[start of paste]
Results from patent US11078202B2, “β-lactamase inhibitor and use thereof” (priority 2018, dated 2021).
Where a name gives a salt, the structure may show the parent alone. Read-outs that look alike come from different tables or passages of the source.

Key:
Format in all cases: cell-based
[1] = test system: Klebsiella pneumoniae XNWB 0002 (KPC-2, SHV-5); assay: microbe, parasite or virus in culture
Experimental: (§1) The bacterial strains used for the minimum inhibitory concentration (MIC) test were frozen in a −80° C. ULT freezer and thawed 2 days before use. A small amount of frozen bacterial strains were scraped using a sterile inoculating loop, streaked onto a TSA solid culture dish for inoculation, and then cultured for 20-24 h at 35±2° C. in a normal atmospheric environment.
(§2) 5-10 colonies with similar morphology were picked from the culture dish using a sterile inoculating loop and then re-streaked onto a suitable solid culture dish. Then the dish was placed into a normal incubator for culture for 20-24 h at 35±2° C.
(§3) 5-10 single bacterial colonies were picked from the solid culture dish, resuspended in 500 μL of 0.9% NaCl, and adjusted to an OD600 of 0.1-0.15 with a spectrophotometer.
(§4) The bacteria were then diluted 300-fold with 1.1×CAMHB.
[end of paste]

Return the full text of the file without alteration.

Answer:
Results from patent US11078202B2, “β-lactamase inhibitor and use thereof” (priority 2018, dated 2021).
Where a name gives a salt, the structure may show the parent alone. Read-outs that look alike come from different tables or passages of the source.

Key:
Format in all cases: cell-based
[1] = test system: Klebsiella pneumoniae XNWB 0002 (KPC-2, SHV-5); assay: microbe, parasite or virus in culture
Experimental: (§1) The bacterial strains used for the minimum inhibitory concentration (MIC) test were frozen in a −80° C. ULT freezer and thawed 2 days before use. A small amount of frozen bacterial strains were scraped using a sterile inoculating loop, streaked onto a TSA solid culture dish for inoculation, and then cultured for 20-24 h at 35±2° C. in a normal atmospheric environment.
(§2) 5-10 colonies with similar morphology were picked from the culture dish using a sterile inoculating loop and then re-streaked onto a suitable solid culture dish. Then the dish was placed into a normal incubator for culture for 20-24 h at 35±2° C.
(§3) 5-10 single bacterial colonies were picked from the solid culture dish, resuspended in 500 μL of 0.9% NaCl, and adjusted to an OD600 of 0.1-0.15 with a spectrophotometer.
(§4) The bacteria were then diluted 300-fold with 1.1×CAMHB.